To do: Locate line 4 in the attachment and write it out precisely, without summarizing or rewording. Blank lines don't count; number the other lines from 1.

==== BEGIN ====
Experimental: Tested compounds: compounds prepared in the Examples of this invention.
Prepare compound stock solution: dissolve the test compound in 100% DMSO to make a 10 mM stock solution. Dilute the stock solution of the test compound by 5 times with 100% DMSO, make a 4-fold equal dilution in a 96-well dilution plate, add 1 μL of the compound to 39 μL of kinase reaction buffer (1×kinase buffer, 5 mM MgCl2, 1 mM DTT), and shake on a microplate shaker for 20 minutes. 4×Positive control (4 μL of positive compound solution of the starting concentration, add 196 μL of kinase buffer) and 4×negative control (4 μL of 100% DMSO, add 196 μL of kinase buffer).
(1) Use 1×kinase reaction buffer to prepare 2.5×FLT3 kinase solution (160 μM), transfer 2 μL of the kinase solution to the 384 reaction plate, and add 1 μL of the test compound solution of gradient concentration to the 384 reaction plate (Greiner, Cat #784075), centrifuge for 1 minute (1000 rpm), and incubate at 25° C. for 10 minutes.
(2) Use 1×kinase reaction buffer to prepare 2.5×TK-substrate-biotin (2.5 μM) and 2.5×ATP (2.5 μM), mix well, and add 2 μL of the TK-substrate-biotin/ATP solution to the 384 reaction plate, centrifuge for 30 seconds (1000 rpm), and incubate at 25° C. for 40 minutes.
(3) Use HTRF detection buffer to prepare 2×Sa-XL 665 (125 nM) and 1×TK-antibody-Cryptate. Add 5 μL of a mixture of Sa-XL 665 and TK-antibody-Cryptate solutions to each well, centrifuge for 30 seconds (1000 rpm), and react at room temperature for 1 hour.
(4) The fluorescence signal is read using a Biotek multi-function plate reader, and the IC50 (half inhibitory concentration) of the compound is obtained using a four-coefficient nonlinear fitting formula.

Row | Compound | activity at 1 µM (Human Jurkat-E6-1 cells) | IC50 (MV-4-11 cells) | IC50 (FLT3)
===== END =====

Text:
(2) Use 1×kinase reaction buffer to prepare 2.5×TK-substrate-biotin (2.5 μM) and 2.5×ATP (2.5 μM), mix well, and add 2 μL of the TK-substrate-biotin/ATP solution to the 384 reaction plate, centrifuge for 30 seconds (1000 rpm), and incubate at 25° C. for 40 minutes.